This is one of my favorites. Cheri made it the year that we put together a vintage aluminum tree. It had almost a hundred branches in all different sizes, and we drove ourselves crazy assembling it. Her pipecleaner version makes me smile every time I see it.
Kristin made me this elegant beaded tree. I love how naturalistic the branches look.
Here’s Cheri’s Alexander Calder tree. Simple and fun!
I collect wooden ornaments, so Cheri made this great tree to add to my collection. I love how she paired the ornaments with that great paper.
Last, but not least is this adorable Charlie Brown tree. She made it from wire, florist’s tape, and a branch from a fake tree. Just a year later, they were all over stores, but none as nice as this one!
I love my Christmas tree collection, and I hope to keep adding to it every year (hint, hint)!
I know a lot of people are just wild over King Kong. I have never been a fan, didn’t like the first one, the second, the third and I believe there is another one in the works. That being said, I was delighted when I found a King Koin bank last week at a garage sale.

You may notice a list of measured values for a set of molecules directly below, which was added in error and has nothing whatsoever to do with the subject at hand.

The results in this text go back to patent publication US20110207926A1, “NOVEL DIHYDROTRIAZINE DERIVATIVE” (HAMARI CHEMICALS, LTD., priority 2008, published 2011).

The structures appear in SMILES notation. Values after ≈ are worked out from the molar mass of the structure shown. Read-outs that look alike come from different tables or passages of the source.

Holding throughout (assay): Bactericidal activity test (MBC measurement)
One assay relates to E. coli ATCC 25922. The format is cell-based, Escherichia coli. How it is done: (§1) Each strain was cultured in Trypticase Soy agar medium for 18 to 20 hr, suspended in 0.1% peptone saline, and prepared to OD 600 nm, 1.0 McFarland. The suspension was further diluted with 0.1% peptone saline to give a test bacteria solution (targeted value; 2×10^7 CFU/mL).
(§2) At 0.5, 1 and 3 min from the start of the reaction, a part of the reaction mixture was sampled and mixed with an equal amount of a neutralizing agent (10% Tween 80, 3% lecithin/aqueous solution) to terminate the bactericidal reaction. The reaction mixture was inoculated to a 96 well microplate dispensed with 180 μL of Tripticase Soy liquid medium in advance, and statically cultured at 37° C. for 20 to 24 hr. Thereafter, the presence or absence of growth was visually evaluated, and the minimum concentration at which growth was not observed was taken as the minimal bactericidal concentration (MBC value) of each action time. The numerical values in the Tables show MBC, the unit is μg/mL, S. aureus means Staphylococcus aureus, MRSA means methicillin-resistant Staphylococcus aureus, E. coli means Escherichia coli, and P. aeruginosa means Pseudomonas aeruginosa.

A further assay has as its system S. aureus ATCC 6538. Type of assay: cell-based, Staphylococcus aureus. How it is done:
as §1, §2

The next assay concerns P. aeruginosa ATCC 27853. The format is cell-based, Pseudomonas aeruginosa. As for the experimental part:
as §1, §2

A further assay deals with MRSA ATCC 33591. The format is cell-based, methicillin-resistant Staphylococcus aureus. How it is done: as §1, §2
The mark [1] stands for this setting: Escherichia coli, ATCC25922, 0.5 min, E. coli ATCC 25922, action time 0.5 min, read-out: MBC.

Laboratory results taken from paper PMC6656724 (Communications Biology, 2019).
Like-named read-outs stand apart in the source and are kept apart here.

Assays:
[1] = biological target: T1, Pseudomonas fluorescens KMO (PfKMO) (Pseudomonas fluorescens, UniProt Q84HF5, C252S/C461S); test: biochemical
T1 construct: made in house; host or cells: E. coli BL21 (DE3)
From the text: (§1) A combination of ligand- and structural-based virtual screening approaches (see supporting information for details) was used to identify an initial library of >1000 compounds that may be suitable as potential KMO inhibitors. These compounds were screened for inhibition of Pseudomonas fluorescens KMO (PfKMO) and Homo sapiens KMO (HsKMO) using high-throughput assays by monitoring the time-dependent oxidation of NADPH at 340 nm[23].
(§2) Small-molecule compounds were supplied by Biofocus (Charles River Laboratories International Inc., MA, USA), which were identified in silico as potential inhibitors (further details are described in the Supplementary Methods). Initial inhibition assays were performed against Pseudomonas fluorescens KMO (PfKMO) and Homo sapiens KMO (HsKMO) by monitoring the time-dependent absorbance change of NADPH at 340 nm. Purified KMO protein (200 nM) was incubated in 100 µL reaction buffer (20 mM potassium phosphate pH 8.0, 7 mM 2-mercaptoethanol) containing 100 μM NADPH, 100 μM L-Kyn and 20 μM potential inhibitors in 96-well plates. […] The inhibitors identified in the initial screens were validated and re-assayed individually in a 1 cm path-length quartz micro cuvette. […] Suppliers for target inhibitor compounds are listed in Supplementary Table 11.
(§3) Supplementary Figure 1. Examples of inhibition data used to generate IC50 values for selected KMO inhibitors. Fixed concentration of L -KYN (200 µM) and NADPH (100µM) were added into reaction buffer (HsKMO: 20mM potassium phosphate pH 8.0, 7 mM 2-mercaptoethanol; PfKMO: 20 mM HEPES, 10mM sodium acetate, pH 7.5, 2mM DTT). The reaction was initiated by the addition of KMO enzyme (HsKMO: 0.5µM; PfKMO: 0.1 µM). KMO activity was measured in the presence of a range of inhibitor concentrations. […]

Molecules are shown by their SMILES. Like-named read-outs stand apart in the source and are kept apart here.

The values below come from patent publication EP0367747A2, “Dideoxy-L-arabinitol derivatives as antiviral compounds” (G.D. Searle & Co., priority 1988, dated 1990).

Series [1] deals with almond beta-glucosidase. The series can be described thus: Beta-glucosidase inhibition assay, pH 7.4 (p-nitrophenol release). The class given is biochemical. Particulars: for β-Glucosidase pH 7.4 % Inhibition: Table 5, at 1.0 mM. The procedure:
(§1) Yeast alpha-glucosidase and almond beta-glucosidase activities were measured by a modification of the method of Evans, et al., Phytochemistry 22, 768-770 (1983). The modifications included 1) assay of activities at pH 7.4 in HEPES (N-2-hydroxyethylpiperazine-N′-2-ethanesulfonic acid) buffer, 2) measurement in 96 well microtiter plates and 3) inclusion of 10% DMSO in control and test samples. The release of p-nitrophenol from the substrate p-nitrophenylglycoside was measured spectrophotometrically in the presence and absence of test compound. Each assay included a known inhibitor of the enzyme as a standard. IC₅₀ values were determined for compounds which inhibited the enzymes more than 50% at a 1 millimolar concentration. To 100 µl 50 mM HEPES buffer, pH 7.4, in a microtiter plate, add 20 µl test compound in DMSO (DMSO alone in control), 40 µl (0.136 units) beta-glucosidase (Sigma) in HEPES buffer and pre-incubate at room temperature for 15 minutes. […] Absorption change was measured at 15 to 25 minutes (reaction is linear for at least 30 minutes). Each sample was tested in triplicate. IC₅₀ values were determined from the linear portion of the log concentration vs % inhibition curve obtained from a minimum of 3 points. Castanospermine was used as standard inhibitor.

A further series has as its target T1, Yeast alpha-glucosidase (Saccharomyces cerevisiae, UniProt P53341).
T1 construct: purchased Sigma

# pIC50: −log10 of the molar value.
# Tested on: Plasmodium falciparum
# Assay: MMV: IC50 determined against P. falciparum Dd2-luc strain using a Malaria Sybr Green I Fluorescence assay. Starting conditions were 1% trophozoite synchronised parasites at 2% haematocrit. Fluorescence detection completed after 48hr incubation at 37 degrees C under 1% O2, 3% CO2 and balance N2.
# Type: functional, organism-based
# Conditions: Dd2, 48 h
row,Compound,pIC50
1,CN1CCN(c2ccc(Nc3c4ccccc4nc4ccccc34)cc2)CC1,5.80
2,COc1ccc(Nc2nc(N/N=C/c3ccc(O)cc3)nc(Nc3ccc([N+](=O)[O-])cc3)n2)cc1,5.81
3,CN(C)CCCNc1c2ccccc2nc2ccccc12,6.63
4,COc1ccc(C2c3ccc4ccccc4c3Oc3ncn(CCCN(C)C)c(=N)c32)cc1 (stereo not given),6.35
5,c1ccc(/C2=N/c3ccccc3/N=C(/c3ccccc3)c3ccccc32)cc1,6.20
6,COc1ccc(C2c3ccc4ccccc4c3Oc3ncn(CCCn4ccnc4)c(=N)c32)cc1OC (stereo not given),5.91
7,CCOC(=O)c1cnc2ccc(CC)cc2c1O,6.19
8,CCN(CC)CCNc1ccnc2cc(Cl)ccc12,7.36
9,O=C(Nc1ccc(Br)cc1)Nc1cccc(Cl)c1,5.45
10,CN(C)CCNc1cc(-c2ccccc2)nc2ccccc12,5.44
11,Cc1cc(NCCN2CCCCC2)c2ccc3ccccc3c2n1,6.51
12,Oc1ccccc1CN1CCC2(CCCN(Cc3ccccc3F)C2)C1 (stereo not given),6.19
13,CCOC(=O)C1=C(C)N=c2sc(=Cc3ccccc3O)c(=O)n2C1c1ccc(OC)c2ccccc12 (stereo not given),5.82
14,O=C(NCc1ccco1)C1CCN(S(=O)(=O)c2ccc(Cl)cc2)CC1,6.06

From my brief research, I was able to find that it was made by Jasco around 1977. I was drawn to the plastic and colors. I don’t usually collect banks but this one was too good to pass up and on top of everything else it worked.
All you do is put a coin in front of the tent flap and King Kong comes out and snatches it. It doesn’t take batteries to work and all you do is wind it by the clever little clown on the side of the tent.
When I look at this amazingly intricate plastic toy, I am again pleased that someone decided to keep this bank from 1977 and pleased that they decided to sell it in 2011 and that I was the one who happened to run across it. This bank is not really rare and it is not particularly valuable but it is a very interesting piece of kitsch and deserves an honored place right next to my Fisher Price lunch box.